Director Brian Desmond Hurst brought real verve and energy to this adaptation, and he's immeasurably aided by an outstanding performance by the great Alastair Sim, one of our most brilliant comedic actors. Sim's career went from strength to strength after this - from St. Trinian's and School for Scoundrels to An Inspector Calls - and he was one of the great, great actors of his time. This role is indelibly associated with him.
Sim, in turn, is aided by a frankly brilliant script adaptation by Noel Langley, a South African writer who had a long career in British and American cinema. In fact, his other great claim to fame is that he was one of the screenwriters of The Wizard of Oz.
After all these years, this film still has the power to enchant - it's still really funny, it's still really touching. It doesn't creek - it is beautifully made. It's emotive and wonderful cinema. If you have seen it before - watch it again. If you haven't, I really envy you! Revel in this fantastic version of A Christmas Carol - it might not be the first, but it may be the best.
Watch: BFI Player (£3.50)
2. The Muppet Christmas Carol (1992) — dir. Brian Henson
The Muppet Christmas Carol is an absolute Christmas classic. The film was made just after Jim Henson, creator of the Muppets, passed away, and was directed by his son Brian, so it came at a really important time. The Muppets were a global phenomenon by this stage, but their success in many ways was down to the UK, to London. The original television series, which ran from 1976 to 1981, was turned down by all the American networks, and it was down to Lew Grade and ITV that the Muppets had the career we all associate with them.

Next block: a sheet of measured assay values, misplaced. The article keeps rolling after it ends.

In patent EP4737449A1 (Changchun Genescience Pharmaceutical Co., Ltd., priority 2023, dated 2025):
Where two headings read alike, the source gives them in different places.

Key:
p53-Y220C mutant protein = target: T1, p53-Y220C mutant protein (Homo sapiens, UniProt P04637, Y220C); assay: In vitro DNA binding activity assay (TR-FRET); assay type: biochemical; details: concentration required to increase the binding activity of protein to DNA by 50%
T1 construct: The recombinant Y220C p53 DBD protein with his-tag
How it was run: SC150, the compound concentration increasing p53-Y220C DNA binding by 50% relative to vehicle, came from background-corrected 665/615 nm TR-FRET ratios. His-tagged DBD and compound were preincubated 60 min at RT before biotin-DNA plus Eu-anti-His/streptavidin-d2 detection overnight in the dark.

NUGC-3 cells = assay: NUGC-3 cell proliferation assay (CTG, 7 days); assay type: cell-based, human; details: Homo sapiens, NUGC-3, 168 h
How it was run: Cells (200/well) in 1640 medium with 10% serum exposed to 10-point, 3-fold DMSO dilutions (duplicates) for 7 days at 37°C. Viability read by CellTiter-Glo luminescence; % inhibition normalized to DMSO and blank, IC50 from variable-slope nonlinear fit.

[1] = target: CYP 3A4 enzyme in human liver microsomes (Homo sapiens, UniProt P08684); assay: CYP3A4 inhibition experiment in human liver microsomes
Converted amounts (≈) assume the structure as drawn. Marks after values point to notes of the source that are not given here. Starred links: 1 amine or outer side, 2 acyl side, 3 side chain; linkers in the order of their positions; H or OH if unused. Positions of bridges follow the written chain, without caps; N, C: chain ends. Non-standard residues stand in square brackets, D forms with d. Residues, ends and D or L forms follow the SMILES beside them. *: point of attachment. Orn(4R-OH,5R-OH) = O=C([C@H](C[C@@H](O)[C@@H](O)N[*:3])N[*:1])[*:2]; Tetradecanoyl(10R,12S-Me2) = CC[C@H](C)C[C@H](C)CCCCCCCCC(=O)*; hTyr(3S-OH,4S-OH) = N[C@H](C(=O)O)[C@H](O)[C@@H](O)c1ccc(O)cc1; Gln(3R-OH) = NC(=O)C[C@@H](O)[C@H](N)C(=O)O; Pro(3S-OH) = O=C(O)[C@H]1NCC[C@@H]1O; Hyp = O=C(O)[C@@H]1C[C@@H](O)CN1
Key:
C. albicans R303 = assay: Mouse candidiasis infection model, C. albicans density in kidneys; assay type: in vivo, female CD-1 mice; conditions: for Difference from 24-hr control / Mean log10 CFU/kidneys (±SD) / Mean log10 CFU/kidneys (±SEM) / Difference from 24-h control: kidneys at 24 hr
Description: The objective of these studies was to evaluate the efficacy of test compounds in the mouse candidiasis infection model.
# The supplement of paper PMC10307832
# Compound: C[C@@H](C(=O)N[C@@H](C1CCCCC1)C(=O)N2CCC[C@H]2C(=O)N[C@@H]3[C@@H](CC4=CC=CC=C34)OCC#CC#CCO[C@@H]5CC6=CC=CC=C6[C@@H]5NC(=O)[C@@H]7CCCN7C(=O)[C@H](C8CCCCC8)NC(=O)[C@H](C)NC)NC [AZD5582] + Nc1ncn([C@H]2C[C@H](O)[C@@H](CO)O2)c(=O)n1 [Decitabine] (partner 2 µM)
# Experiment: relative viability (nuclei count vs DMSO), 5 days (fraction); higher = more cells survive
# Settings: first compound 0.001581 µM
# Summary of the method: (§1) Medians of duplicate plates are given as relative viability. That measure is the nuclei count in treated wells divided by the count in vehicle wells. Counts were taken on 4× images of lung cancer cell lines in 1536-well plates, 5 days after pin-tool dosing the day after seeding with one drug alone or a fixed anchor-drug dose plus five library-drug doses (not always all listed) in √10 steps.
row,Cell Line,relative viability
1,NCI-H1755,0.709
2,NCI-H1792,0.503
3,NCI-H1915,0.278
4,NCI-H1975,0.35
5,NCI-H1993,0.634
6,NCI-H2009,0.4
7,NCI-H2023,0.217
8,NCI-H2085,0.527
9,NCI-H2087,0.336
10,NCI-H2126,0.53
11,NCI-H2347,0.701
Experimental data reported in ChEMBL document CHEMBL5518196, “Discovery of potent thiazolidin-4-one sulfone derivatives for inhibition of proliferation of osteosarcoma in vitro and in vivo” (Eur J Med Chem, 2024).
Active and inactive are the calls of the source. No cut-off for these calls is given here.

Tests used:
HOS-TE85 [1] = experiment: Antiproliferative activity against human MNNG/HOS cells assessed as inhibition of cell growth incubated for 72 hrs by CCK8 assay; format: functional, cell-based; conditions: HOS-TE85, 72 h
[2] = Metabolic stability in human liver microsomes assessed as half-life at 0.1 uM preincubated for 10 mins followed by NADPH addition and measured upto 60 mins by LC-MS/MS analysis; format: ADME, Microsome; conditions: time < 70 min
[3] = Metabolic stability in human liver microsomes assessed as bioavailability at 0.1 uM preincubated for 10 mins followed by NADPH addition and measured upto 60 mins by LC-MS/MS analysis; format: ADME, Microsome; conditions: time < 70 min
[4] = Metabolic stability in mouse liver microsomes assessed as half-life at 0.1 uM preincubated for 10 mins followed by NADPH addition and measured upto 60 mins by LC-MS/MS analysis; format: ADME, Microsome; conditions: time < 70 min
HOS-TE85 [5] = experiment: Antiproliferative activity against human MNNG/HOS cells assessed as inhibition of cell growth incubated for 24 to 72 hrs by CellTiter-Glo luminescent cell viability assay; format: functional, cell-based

For those of us growing up in that era, Sunday evenings with The Muppet Show were an absolute must, filled with incredible jokes, wonderful puppetry and fantastic guest stars. It wasn't a surprise to see them expand from that base at Elstree Studios and make the move onto the big screen with a series of movies - but this was the first time they'd really fastened on to this kind of source material. Henson Muppet-ised a classic novel, taking the world of A Christmas Carol and immersing it in the world of The Muppets - it shouldn't work, but it's a brilliant combination. Kermit, Gonzo and Miss Piggy are there, but in the world of Dickens - and, of course, there's a truly brilliant guest star in Michael Caine, as Scrooge.